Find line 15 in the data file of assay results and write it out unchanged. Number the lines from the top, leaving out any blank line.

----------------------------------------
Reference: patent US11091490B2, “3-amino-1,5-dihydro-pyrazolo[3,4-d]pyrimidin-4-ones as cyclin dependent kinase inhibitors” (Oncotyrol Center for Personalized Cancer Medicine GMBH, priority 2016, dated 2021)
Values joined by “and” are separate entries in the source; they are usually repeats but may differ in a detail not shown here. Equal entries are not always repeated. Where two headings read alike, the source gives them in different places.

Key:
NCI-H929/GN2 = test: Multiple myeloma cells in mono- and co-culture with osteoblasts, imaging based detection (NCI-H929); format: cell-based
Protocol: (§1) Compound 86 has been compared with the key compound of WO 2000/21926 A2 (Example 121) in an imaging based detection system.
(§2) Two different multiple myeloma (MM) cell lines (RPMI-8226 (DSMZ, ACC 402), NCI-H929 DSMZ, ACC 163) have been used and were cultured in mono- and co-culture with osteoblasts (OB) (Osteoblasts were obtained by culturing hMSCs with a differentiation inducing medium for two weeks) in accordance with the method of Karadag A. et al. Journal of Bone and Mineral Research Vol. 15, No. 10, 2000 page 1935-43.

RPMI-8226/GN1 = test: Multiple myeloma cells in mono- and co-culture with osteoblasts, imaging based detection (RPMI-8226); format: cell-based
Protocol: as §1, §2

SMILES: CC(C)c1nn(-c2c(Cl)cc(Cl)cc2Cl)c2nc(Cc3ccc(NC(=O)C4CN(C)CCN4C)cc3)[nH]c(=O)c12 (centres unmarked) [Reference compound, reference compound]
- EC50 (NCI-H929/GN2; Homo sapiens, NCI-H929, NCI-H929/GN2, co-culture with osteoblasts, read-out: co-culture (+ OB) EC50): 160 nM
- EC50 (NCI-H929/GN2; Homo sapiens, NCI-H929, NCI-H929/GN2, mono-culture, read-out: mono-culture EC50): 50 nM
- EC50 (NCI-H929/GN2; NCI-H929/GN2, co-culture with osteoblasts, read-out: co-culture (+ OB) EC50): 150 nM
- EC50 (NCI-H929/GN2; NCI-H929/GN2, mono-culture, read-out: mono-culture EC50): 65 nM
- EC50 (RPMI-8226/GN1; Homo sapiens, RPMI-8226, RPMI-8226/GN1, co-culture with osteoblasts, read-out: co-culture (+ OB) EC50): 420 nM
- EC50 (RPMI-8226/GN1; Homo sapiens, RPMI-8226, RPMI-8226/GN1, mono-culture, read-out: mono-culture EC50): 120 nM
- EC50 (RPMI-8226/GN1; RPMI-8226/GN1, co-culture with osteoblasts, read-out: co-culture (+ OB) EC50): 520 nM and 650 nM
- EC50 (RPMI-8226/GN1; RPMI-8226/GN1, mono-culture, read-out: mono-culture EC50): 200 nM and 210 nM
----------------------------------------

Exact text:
- EC50 (RPMI-8226/GN1; Homo sapiens, RPMI-8226, RPMI-8226/GN1, mono-culture, read-out: mono-culture EC50): 120 nM